The Saarloos Wolfdog has natural behaviours. It is important to appreciate this dog not just for its good looks but also for their temperament before thinking of adding one to your family. Here are some main characteristics of the breed.
The Saarloos Wolfdog can be reserved towards strangers;
This behaviour has been retained as typical quality of the breed. A forced or undesired approach by a stranger can lead to an overwhelming desire to flee. This characteristic can be frustrating for strangers, friends or family. Indeed, even if some Saarloos Wolfdogs are not reserved towards strangers, you cannot be sure of a puppies temperament before it grows up and becomes an adult. Therefore you should not expect your outgoing puppy to always remain this way with new people and always be prepared for every situation. Early and continued socialisation are vital. Breeders registered with the Saarloos Wolfdog Club work hard with positive training methods to socialise all puppies from an early age.
The Saarloos Wolfdog really needs another dog companion. Although his or her “human” make part of their family, he (she) cannot replace a dog buddy (which will preferably be similar in size for a real playmate). In addition, the majority of Saarloos fear loneliness and can suffer separation anxiety so the presence of a dog companion is often essential, especially during your absence.
This characteristic depends on the dog. But even if at first glance, the predatory instinct of your Saarloos is not marked, you must always be on guard to avoid a disaster. If accustomed since puppy-hood to small animals, it is possible for the Saarloos Wolfdog to obtain a good relationship with small animals (small dogs, cats, ferrets, rodents, rabbits). However, even if your Saarloos is good with your small animals, it will most likely not be the case if the neighbour’s cat is on its territory. For children, there is no particular risk yet common sense dictates you should never leave a child unsupervised with a dog.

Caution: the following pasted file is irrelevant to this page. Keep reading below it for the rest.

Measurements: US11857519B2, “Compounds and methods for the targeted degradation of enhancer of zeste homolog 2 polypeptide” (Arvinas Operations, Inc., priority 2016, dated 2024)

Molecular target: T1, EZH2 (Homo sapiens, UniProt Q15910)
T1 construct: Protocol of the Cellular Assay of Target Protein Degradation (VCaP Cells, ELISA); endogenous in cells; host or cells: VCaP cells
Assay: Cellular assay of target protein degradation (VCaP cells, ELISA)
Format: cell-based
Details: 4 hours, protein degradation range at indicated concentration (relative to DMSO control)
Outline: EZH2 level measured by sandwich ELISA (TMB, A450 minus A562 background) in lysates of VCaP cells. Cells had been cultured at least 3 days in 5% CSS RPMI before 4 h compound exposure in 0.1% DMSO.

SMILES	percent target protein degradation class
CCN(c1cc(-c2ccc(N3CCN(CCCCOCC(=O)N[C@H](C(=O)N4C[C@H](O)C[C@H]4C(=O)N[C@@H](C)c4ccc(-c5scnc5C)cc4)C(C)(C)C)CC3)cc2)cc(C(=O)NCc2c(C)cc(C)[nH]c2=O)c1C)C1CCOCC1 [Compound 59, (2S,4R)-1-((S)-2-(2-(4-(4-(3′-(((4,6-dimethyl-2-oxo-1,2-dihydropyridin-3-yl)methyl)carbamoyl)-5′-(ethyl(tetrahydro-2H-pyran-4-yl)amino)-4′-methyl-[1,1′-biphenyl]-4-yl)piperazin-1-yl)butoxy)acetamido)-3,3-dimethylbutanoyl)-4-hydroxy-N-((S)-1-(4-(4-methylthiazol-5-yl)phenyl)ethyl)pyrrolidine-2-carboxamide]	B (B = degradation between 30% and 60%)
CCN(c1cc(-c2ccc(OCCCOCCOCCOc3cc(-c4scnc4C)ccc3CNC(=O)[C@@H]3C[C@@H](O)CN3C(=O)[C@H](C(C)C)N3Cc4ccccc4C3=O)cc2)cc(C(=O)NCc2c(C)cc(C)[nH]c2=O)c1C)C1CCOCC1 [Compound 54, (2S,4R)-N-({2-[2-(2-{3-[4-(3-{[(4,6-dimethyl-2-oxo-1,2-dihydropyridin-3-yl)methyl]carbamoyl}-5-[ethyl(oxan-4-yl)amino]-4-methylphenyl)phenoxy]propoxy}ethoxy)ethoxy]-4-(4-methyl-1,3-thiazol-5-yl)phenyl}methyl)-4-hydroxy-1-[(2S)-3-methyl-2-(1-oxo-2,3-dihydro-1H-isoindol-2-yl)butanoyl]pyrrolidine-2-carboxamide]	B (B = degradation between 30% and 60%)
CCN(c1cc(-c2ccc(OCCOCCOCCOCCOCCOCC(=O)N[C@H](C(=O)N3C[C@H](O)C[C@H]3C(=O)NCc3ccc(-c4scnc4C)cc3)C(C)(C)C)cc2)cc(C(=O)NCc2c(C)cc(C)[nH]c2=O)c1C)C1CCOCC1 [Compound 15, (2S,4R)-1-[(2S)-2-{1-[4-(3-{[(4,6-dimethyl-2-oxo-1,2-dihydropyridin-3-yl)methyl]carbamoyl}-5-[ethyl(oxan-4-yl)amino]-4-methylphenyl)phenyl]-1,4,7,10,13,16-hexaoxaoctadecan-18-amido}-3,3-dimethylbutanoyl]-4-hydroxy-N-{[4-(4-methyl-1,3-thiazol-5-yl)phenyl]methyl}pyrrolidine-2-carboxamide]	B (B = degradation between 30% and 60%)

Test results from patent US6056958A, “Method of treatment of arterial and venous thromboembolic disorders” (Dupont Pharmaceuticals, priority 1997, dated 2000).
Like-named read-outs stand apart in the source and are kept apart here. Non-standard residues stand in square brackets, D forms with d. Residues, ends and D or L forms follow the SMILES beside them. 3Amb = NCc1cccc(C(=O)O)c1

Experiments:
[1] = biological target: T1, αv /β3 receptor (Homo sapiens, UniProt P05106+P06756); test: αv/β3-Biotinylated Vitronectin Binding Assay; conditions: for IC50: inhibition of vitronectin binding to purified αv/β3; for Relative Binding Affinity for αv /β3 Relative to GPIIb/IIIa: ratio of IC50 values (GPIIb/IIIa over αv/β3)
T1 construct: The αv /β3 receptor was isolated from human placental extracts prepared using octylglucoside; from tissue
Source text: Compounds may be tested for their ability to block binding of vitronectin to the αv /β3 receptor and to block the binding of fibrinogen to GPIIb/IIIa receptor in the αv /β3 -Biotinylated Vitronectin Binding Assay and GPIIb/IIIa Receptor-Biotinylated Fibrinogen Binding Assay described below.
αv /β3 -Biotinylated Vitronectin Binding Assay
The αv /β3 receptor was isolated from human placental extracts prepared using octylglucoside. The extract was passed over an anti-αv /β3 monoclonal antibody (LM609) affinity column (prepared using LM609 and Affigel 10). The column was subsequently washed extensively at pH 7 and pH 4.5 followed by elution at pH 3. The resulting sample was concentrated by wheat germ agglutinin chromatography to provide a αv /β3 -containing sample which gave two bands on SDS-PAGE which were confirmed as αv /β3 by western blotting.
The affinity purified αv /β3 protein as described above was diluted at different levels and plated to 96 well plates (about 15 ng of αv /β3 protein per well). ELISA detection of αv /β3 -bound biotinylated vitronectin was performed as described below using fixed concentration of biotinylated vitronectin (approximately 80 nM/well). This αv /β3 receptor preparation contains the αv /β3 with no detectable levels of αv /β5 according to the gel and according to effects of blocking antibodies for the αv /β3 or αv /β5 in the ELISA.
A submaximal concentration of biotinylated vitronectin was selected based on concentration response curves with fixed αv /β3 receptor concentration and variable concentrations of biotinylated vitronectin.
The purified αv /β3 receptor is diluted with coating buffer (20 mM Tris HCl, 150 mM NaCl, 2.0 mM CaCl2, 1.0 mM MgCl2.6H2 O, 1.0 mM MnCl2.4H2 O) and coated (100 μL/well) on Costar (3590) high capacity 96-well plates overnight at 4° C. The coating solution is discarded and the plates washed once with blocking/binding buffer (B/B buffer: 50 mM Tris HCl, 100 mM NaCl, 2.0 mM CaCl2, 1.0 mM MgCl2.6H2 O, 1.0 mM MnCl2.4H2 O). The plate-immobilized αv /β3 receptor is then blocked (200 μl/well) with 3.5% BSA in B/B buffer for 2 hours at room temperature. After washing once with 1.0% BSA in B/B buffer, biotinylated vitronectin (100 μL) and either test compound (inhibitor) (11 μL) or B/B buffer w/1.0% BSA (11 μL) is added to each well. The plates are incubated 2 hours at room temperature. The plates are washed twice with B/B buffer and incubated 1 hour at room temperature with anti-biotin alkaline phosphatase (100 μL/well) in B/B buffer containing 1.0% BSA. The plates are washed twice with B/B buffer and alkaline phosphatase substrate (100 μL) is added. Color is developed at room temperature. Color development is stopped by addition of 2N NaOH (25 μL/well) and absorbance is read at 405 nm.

Usually, you will need a lot of patience to educate a Saarloos Wolfdog in this regard. You will have to lengthily repeat exercises and maintain this throughout their life. To gain good toileting etiquette, it is not uncommon that the Saarloos Wolfhond be 8-10 months old before this is successfully achieved.
Finally, from a general point of view, the Saarloos Wolfhond is a dog for company, but never a guard dog. However, they are a good companion in your sporting activities such as CaniX, Agility, Obedience and Heelwork and all are practiced by various owners of Saarloos Wolfdogs.
The key to success is positive reinforcement training and a commitment to extensive socialisation. Above all be patient. “Patience” seems to be the keyword when deciding to add a Saarloos Wolfdog to your family.